The Withdrawal Agreement, as approved by the European Council and agreed with the British Government in November, provides for a period of transition, up to December 2020, during which EU rules and regulations will continue to apply to the UK, including regulatory alignment on agriculture matters.
Under the measures included in the backstop, should it need to be invoked, a UK-wide customs territory would apply, ensuring no tariffs or quotas. Rules with regard to ensuring a level playing field would also apply. Northern Ireland would remain aligned to those rules of the Single Market that are indispensable to avoiding a hard border. As regards the movement of animals and agricultural products between North and South, this would provide for complete regulatory alignment, including with respect to sanitary and pyhtosanitary (SPS) controls, and rules on agricultural production and marketing.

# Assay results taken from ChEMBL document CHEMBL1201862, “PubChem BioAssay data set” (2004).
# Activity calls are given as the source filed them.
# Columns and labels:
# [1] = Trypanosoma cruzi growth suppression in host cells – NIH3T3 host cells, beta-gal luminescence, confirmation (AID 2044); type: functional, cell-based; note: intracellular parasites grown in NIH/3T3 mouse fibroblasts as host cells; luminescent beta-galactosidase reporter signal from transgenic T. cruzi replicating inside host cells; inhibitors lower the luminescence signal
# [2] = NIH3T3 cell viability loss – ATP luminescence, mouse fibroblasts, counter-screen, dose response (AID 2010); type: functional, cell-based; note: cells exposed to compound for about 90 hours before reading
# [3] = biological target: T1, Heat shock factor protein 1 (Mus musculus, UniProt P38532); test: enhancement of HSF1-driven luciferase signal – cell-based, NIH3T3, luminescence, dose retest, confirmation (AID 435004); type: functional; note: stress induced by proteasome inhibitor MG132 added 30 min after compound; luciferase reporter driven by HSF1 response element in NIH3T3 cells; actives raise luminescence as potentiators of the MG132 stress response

It remains our priority to achieve a future relationship agreement that can resolve all these issues, and obviate the need for the backstop.
As set out in the Political Declaration agreed between the EU and the UK, cooperation in the area of agriculture and trade in agri-food products have been identified as important aspects of the future trading relationship. Ireland wants the closest possible relationship between the EU and the UK, including in the area of trade, and in particular as regards agriculture and trade in agri-foods. This will be a priority for us in negotiations on the future relationship.